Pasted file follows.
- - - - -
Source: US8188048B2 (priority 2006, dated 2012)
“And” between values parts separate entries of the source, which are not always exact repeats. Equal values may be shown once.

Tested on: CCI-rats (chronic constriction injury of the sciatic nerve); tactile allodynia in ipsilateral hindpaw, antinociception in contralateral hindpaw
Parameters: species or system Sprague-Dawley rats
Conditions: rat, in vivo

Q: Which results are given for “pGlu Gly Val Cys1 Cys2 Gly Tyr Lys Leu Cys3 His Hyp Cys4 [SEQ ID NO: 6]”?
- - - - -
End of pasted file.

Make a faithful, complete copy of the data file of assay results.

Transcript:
Source: US8188048B2 (priority 2006, dated 2012)
“And” between values parts separate entries of the source, which are not always exact repeats. Equal values may be shown once.

Tested on: CCI-rats (chronic constriction injury of the sciatic nerve); tactile allodynia in ipsilateral hindpaw, antinociception in contralateral hindpaw
Parameters: species or system Sprague-Dawley rats
Conditions: rat, in vivo

Q: Which results are given for “pGlu Gly Val Cys1 Cys2 Gly Tyr Lys Leu Cys3 His Hyp Cys4 [SEQ ID NO: 6]”?